4 Ways to Improve Your Ice-Skating Technique

Balance, flexibility, coordination, and strength are the fundamentals of ice skating.

For many, ice skating isn’t a year-round activity — but when temperatures drop, few winter pursuits seem to fit the season as perfectly. Still, pulling on a pair of skates,  especially as an adult, can be intimidating if you don’t know what you’re doing.   

If you feel more shaky than graceful, learning new skills to tweak your on-ice form, off-ice fitness, and overall mindset can help you capture the joy in gliding across frozen surfaces — and help you stay fit for other activities, too. 

Ice skating is a full-body workout,” says competitive figure skater Kelly Cassity, now the Learn to Skate coordinator at the Utah Olympic Oval. “Trying to balance on a 4-millimeter-thick blade requires balance, determination, and coordination.” 

The biggest mistake adults make, she explains, is stiffening up out of nervousness when they step onto the ice. That makes falls even more painful, because your tense muscles aren’t able to absorb impact as well. Keeping your knees bent, staying low to the ice, and learning how to fall and get back up will take you far. 

Off the ice, skaters can work on balance and core strength before practicing edging, crossovers, and other drills on the ice. 

Learning these fundamentals will pay off, says Cassity. “There’s a sense of pride and satisfaction from going out and doing something that’s difficult. Plus, skating can be very social, so it’s a great way to connect with fellow adults.”

Skating is also an ideal way to develop endurance, says former college hockey player Andy Ness, current coach at Minnesota-based ProEdge Power and skating and skill coach for the Minnesota Wild. “Once you learn to skate well, you can exercise on the ice almost anywhere,” he says.

Cassity and Ness share these simple tips and drills to help recreational skaters enjoy the ice.

Technique Tips

Drill 1: Stretching 

Limber muscles mean not only more-fluid movements on the ice but also fewer (and less painful) falls, says Cassity. She recommends the following lower-body stretches, which you can do at home as part of your training. Every day, after a short dynamic warm-up, such as jogging or jumping jacks, practice these moves. 

  • Supine Hamstring Stretch: Lie on your back with both legs straight. Lift up one leg and hold the back of your thigh, calf, or ankle for support. Keeping both legs fully extended, draw your raised leg toward your head so you feel a stretch in your hamstring; don’t pull to the point of pain. Use a resistance band or towel looped around your foot for added support. Hold for one to two minutes for each leg.
  • Hip-Flexor Stretch: Stand with feet staggered, the front foot 3 to 4 feet in front of the rear foot. With hands on hips and core braced, allow the back heel to lift while bending the front knee directly over the toes. Lunge down, keeping your chest up and front shin vertical. Straighten the back leg and squeeze your glutes to feel a stretch in the front of that hip. Hold for 30 seconds on each side.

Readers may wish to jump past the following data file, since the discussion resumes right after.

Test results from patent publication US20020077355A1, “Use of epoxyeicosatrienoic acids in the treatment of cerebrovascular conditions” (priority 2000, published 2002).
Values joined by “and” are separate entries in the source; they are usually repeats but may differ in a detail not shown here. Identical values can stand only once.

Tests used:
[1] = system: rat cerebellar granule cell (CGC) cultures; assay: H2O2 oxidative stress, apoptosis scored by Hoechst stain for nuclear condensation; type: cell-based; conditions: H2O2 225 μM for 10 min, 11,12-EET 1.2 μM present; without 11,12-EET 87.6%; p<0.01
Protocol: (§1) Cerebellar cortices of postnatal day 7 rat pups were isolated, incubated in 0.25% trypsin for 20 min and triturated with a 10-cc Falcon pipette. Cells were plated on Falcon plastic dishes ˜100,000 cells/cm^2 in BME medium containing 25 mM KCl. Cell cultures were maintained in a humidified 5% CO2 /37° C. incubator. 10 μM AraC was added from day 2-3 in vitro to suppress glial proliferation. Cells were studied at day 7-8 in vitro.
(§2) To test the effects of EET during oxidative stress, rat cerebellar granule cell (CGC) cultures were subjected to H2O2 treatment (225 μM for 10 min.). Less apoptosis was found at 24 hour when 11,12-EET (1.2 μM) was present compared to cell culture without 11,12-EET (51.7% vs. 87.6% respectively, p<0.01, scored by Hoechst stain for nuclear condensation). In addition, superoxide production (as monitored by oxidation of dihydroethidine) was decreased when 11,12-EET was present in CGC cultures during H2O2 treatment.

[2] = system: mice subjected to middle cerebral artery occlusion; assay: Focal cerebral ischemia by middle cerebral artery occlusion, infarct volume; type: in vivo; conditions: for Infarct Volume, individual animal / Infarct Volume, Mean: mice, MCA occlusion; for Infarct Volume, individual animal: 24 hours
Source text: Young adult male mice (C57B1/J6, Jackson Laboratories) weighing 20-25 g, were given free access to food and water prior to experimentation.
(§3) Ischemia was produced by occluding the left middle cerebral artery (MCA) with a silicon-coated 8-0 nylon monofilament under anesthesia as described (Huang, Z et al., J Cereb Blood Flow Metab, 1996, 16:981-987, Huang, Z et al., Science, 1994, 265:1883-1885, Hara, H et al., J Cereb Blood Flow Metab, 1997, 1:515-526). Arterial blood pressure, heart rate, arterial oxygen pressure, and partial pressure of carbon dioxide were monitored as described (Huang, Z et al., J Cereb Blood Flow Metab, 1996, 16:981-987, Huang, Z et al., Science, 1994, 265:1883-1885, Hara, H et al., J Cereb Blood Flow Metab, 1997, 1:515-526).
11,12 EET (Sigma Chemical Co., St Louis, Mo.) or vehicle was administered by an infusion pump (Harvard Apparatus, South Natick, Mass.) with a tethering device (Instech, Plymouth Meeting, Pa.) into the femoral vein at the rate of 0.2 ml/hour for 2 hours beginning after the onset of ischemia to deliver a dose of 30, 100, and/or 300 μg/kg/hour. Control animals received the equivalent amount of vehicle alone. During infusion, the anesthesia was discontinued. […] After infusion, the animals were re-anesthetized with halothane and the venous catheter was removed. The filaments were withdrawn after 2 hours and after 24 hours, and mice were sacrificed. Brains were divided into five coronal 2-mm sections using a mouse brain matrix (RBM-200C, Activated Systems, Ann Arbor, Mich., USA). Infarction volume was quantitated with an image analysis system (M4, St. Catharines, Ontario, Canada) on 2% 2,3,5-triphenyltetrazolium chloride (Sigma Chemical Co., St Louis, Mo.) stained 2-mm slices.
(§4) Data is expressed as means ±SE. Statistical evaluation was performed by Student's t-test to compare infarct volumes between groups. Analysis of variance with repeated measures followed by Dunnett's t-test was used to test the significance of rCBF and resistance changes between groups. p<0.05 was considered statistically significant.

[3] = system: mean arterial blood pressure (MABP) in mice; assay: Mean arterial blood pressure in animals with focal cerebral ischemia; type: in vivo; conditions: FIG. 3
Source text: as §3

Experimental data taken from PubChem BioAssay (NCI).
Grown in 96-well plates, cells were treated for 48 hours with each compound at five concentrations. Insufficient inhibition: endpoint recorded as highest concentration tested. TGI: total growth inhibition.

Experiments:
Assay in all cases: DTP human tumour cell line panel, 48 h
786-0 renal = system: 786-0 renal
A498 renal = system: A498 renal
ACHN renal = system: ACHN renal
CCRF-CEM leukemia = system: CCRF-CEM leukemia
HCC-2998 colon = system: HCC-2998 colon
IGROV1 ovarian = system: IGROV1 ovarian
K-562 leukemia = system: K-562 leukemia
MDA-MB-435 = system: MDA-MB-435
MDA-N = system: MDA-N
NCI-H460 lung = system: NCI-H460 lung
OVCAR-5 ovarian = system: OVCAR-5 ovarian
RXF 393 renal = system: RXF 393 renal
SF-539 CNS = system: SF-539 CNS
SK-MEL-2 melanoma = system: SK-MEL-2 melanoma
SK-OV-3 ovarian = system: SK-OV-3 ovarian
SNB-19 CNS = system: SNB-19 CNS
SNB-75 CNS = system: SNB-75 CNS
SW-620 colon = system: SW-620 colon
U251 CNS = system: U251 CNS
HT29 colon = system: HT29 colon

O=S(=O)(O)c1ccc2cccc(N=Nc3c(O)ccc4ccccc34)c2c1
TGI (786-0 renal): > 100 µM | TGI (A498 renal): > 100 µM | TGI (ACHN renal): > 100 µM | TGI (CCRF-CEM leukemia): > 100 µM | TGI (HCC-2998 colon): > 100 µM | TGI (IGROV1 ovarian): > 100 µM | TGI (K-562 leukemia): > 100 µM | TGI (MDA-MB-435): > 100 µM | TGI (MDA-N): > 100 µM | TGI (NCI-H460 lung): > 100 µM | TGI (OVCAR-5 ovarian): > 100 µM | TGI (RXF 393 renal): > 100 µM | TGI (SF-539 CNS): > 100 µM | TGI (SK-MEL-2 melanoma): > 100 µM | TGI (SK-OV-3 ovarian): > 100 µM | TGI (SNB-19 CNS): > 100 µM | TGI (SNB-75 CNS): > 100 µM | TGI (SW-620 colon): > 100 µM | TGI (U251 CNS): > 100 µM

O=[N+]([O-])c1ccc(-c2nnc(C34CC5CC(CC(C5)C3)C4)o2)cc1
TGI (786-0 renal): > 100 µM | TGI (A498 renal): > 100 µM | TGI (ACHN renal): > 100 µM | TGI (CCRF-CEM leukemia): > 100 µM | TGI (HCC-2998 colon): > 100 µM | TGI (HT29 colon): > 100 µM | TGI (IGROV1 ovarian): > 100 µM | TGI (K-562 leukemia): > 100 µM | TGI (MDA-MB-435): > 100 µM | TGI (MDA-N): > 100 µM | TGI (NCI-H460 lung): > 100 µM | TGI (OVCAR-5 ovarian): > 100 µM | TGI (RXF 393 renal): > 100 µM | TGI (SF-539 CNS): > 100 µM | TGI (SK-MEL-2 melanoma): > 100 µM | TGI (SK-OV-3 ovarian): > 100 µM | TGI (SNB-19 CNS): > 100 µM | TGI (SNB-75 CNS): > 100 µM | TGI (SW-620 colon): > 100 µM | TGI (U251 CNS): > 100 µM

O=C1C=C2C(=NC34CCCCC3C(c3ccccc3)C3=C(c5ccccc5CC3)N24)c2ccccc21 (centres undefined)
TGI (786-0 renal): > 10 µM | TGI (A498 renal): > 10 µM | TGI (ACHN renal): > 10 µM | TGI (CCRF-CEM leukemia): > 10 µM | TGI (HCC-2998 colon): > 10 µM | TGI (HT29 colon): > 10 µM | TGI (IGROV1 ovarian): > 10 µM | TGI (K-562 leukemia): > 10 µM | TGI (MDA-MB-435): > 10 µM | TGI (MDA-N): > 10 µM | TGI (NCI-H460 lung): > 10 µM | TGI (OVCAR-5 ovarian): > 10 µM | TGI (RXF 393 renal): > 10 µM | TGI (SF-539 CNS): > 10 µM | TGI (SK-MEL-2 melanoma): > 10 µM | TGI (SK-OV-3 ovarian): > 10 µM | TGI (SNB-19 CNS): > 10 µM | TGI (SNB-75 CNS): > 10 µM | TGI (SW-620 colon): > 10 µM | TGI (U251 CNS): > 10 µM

Drill 2: Balance

This drill builds the strength and balance needed to stay upright on the ice, explains Ness. Three times a week, add this three-part move to your exercise routine.   

  • Stand on the curved side of a BOSU ball with feet hip distance apart. Squat with hands in front, elbows bent, and palms facing forward. Maintaining the squat, move your hands to the left and right, rotating your torso and head in the same direction. Repeat 10 times in each direction.
  • Stand up on the BOSU ball, then lift your right foot and tap it down to the floor on the right side. Return to the center and repeat with the left leg. Complete 20 reps, alternating sides. 
  • With your right foot on the BOSU ball, extend your left leg behind you about 2 to 3 feet, so your left toes are on the floor, heel lifted. Bend your knees to perform a lunge. Complete 10 reps and switch to the other side.

Drill 3: Falling and Getting Up

Learning how to fall correctly will help protect you from injury when you tumble unexpectedly, says Cassity. The key is to land on a more muscular part, not on your hands. Start by practicing off the ice, first without skates and then with skates on. Next, move to the ice and fall from a standstill, while moving slowly, and then while skating more quickly. 

  • Wearing gloves and wrist guards, put your hands in front of you and bend your knees slightly and squat.
  • Fall to the side, cushioning the impact primarily on your butt, hip, or upper arm.
  • To get back up, use your hands to reposition yourself on all fours.
  • Place one foot between your hands, and then the other.
  • Stand up slowly, keeping the glutes squeezed and knees bent for stability.

Drill 4: Edging

Confidence on the ice comes from developing good balance and strength on your blade edges, says Ness. Once you can skate with stability, begin each rink session with this drill.  

  • Skate from one end of the rink toward the other. After three strides, turn in a small circle on one leg, focusing on balancing on the outside edge of the skate.
  • Skate forward again for three more strides and repeat on the other leg. Remember to bend your knees, drop your hips, and stay low to the ice.
  • Alternate legs, gradually increasing your strength and stamina to complete five trips up and down the ice. 

 

Blog Source: Experience Life | 4 Ways to Improve Your Ice-Skating Technique

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